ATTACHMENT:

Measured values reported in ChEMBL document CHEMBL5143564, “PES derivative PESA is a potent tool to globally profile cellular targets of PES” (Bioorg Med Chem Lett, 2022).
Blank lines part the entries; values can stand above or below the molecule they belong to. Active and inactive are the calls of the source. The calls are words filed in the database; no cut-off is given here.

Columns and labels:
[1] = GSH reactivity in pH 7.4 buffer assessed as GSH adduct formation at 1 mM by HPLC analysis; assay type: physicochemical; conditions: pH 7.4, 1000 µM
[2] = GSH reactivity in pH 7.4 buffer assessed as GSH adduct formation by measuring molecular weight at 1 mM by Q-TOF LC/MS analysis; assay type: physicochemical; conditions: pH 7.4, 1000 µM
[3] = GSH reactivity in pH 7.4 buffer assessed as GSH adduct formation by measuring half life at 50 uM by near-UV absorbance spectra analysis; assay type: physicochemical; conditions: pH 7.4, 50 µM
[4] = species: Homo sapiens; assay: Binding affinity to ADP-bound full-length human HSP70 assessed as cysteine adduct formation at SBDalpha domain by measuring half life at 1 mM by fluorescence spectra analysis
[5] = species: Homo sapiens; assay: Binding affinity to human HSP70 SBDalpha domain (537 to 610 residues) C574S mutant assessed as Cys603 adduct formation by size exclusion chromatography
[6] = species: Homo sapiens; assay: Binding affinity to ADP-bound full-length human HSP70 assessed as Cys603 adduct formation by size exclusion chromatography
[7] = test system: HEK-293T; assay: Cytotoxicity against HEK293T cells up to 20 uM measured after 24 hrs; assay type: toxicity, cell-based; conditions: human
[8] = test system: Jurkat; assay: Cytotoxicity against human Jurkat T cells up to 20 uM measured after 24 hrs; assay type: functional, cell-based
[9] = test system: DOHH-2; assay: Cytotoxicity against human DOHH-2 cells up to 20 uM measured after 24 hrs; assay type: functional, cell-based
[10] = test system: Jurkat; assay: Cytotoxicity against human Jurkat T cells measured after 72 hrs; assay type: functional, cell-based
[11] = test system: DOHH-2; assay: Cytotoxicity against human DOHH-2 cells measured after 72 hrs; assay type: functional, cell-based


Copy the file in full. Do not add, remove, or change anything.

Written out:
Measured values reported in ChEMBL document CHEMBL5143564, “PES derivative PESA is a potent tool to globally profile cellular targets of PES” (Bioorg Med Chem Lett, 2022).
Blank lines part the entries; values can stand above or below the molecule they belong to. Active and inactive are the calls of the source. The calls are words filed in the database; no cut-off is given here.

Columns and labels:
[1] = GSH reactivity in pH 7.4 buffer assessed as GSH adduct formation at 1 mM by HPLC analysis; assay type: physicochemical; conditions: pH 7.4, 1000 µM
[2] = GSH reactivity in pH 7.4 buffer assessed as GSH adduct formation by measuring molecular weight at 1 mM by Q-TOF LC/MS analysis; assay type: physicochemical; conditions: pH 7.4, 1000 µM
[3] = GSH reactivity in pH 7.4 buffer assessed as GSH adduct formation by measuring half life at 50 uM by near-UV absorbance spectra analysis; assay type: physicochemical; conditions: pH 7.4, 50 µM
[4] = species: Homo sapiens; assay: Binding affinity to ADP-bound full-length human HSP70 assessed as cysteine adduct formation at SBDalpha domain by measuring half life at 1 mM by fluorescence spectra analysis
[5] = species: Homo sapiens; assay: Binding affinity to human HSP70 SBDalpha domain (537 to 610 residues) C574S mutant assessed as Cys603 adduct formation by size exclusion chromatography
[6] = species: Homo sapiens; assay: Binding affinity to ADP-bound full-length human HSP70 assessed as Cys603 adduct formation by size exclusion chromatography
[7] = test system: HEK-293T; assay: Cytotoxicity against HEK293T cells up to 20 uM measured after 24 hrs; assay type: toxicity, cell-based; conditions: human
[8] = test system: Jurkat; assay: Cytotoxicity against human Jurkat T cells up to 20 uM measured after 24 hrs; assay type: functional, cell-based
[9] = test system: DOHH-2; assay: Cytotoxicity against human DOHH-2 cells up to 20 uM measured after 24 hrs; assay type: functional, cell-based
[10] = test system: Jurkat; assay: Cytotoxicity against human Jurkat T cells measured after 72 hrs; assay type: functional, cell-based
[11] = test system: DOHH-2; assay: Cytotoxicity against human DOHH-2 cells measured after 72 hrs; assay type: functional, cell-based